Location: Helsinki, Finland
Type: Academic, Competition
Structure: Concrete, Steel
Team: Jim Stoddart, Stephen Ullman, Alejandro Stein, Isidoro Michan, Mark Hernandez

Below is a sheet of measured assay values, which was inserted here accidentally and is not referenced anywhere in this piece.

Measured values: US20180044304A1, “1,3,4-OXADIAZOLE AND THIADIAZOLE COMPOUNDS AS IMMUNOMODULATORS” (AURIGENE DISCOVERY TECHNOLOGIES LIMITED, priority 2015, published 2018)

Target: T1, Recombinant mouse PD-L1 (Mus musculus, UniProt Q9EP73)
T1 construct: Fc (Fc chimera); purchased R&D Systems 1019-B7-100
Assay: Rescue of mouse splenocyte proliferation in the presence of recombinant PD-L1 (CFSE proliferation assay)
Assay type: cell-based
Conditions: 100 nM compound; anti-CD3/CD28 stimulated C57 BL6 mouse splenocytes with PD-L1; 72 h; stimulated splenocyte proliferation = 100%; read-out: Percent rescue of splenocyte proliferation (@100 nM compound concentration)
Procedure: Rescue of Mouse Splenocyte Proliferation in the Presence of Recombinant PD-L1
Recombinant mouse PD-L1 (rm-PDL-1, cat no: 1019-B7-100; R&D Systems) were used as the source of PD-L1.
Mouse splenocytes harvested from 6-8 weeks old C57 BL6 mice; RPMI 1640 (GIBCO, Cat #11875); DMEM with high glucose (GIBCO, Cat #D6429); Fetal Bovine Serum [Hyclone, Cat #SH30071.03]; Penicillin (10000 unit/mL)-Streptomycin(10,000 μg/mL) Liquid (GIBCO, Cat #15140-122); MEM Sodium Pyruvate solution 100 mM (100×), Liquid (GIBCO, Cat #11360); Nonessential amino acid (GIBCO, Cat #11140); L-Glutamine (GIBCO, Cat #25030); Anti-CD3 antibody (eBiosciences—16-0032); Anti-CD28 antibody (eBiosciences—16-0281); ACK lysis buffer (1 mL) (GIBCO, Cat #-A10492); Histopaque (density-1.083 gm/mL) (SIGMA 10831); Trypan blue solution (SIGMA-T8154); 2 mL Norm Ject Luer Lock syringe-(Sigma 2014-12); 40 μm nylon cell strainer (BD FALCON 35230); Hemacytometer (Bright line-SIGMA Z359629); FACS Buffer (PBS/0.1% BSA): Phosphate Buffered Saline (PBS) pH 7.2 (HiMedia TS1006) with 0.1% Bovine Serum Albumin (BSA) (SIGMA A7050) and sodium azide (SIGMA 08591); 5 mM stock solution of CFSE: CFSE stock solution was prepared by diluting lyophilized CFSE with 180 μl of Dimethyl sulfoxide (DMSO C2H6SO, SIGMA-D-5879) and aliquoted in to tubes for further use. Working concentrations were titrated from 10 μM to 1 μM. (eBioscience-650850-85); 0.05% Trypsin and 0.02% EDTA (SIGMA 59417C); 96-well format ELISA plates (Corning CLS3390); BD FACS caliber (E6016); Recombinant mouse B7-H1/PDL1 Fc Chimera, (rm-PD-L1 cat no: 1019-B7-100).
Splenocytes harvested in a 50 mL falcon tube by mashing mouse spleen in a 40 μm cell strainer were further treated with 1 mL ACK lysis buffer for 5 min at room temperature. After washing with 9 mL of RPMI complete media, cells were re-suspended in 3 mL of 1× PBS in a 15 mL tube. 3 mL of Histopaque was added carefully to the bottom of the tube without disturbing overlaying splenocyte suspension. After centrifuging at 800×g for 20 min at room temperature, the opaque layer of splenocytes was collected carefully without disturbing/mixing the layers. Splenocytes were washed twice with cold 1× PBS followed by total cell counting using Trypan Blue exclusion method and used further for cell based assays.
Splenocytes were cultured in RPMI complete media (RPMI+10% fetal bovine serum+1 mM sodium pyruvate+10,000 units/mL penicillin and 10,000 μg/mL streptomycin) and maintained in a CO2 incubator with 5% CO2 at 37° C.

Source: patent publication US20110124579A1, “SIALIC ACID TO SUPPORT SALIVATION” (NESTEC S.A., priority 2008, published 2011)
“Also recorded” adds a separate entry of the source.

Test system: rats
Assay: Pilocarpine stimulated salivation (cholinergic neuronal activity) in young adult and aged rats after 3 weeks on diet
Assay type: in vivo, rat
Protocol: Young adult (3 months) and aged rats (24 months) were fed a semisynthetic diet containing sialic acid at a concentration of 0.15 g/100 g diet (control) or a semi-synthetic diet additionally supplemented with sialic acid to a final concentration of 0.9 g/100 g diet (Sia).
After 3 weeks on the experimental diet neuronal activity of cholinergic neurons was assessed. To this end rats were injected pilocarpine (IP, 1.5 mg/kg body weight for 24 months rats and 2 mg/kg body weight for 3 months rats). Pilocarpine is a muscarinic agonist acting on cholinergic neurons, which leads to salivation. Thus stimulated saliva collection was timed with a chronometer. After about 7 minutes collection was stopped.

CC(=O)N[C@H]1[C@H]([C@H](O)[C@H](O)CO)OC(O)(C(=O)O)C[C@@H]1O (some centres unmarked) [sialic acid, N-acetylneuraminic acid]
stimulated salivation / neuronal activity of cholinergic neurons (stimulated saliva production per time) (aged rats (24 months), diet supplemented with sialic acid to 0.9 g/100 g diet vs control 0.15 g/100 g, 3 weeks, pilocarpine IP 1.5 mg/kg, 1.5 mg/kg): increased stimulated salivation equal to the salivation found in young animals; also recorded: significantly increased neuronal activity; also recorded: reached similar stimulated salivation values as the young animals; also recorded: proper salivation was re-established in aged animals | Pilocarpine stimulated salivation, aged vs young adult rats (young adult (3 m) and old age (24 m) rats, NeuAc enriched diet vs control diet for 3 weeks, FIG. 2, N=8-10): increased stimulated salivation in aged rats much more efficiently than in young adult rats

The strategy of context estrangement can work at the level of a handheld object, but also at the level of a masterplan. In the proposal for the Aalto University New Campus Center, a similar idea was developed for a large portion of a campus plan. The New Campus Center consists of facilities for the student and faculty to gather, eat, and orient new visitors to the university. It also consists of two large buildings housing the schools of design and the university administration. The project took these competing visions for the project to develop a masterplan that was simultaneously a gateway, a void, and an object. The project builds off of the strong entry axis that leads to the site. The axis passes right between and then under a twin symmetrical bar buildings. These two long bars house the schools of design and the university administration programs respectively. They also hold back a designed increase in tree vegetation that intensifies the clearing of the central plaza, which gathers all the pathways of the campus into a bundled knot defining a new center in the sunken public plaza. The two bars are symmetrical until they approach the historic amphitheater building designed by Alvar Aalto. At this moment one of the bars shortens, deforms, and cantilevers. This site strategy shifts the understanding of the existing campus. Instead of focusing the axis on the Aalto building to reinforce its importance as a landmark, the axis is shifted off to imply that the Aalto building is in the wrong place. The Aalto building becomes the cause of the break and deformation of the symmetry, implying that the campus made more sense before its arrival, even though it is the original heart of the university itself. This is an instance of a counter factual scene, a "what if" question, that allows the reality of the context to be seen in a different, unfamiliar manner, and through this aesthetic redistribution imply the political that follows all planning work. It should be noted that this planning proposal does not diminish the importance of the existing Aalto building. If anything, one now notices it more, as it seems to be the strangest condition in the site.
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